An experiment ‘resurrects’ the organs of dead pigs with artificial blood

A system that injects a hemoglobin-based fluid reverses cell death, a breakthrough that could have a major impact on organ donation

A hundred anesthetized pigs were put into cardiac arrest and 'resuscitated' an hour later.Joern Pollex (Getty)
Miguel Ángel Criado

In 2019, neuroscientists and doctors from Yale University managed to recover some of the brain functions of a pig that had been slaughtered four hours earlier. Now, that same group has repeated the achievement, this time in all the vital organs of several pigs that were dead for an hour. The research, recently published in Nature, is based on a complex injection system of a kind of synthetic superblood that reverses cell death. This breakthrough opens a new path for organ transplantation, but also raises questions about the timing of death.

After the last heartbeat, a chain of events begins: the lack of blood supply (ischemia) implies the absence of oxygen and other essential elements that lead to the death of cells, tissues and organs. In this investigation, scientists caused cardiac arrest in dozens of pigs who had previously been anesthetized. After an hour without blood supply – an hour of being considered medically dead – they were divided into three study groups. Some were connected to an ECMO life support system used in severe cases in which the heart and lungs stop working, while others were left as a control group and didn’t receive any resuscitation technique whatsoever. A third group was connected to a perfusion system (the slow and continuous introduction of liquids) called OrganEx, which was designed by the research team. After six hours, the researchers examined the state of the pigs’ cells and tissues, as well as the functioning of their vital organs.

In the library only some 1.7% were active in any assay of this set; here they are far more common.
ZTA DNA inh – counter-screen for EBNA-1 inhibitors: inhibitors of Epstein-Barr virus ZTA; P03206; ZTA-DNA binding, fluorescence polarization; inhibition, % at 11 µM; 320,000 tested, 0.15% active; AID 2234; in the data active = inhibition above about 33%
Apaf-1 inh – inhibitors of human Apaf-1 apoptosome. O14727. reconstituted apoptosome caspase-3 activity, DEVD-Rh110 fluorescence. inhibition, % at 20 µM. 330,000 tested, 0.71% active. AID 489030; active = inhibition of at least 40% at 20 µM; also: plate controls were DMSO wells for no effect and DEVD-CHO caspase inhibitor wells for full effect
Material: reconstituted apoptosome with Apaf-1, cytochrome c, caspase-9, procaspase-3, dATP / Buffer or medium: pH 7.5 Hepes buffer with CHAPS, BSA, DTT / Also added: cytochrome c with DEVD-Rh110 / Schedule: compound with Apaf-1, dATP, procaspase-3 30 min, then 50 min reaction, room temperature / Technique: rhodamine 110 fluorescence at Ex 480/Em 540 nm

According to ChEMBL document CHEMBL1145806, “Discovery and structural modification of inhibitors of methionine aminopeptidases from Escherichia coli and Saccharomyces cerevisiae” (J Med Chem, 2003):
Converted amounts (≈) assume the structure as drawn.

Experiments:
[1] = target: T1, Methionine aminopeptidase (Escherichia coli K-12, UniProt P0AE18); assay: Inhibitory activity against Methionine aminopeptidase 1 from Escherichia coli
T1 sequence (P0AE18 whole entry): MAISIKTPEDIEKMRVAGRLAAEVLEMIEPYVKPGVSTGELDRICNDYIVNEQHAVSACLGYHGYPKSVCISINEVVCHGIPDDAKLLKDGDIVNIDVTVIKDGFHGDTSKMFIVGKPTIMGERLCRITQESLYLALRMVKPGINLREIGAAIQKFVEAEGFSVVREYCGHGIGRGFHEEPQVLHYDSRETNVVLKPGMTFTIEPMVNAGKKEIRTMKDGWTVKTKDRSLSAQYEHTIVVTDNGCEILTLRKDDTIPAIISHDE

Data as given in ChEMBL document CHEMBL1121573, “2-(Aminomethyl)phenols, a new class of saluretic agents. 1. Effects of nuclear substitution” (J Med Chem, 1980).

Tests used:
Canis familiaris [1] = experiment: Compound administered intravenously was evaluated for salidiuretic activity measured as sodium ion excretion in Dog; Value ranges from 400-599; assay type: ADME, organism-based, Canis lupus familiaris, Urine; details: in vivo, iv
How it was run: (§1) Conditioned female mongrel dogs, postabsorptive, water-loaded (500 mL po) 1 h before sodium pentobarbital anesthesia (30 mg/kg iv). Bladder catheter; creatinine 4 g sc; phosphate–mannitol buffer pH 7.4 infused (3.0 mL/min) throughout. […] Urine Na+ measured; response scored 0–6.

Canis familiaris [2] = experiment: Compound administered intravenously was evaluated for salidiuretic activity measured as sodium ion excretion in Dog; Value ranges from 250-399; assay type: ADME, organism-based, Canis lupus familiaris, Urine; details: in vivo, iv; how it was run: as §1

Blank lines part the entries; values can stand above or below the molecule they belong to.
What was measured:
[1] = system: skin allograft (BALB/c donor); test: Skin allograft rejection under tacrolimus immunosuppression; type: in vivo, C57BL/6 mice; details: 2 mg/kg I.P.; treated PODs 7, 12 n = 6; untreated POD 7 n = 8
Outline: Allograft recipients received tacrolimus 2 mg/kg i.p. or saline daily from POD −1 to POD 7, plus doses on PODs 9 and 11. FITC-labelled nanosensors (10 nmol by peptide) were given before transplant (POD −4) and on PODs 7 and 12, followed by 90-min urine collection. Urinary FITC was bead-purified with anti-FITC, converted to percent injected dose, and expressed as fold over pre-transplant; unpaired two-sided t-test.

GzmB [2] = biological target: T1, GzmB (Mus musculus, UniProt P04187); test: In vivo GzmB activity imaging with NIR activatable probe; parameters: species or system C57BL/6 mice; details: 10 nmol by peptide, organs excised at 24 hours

David Andrijevic, a neuroscientist at the Yale University School of Medicine and co-author of the experiment, explained in a virtual press conference that “not all cells die immediately – there are a series of events that take their time.” What the researchers simply did was take advantage of this period of time. “It’s a process in which you can intervene, stop and restore some cellular function.”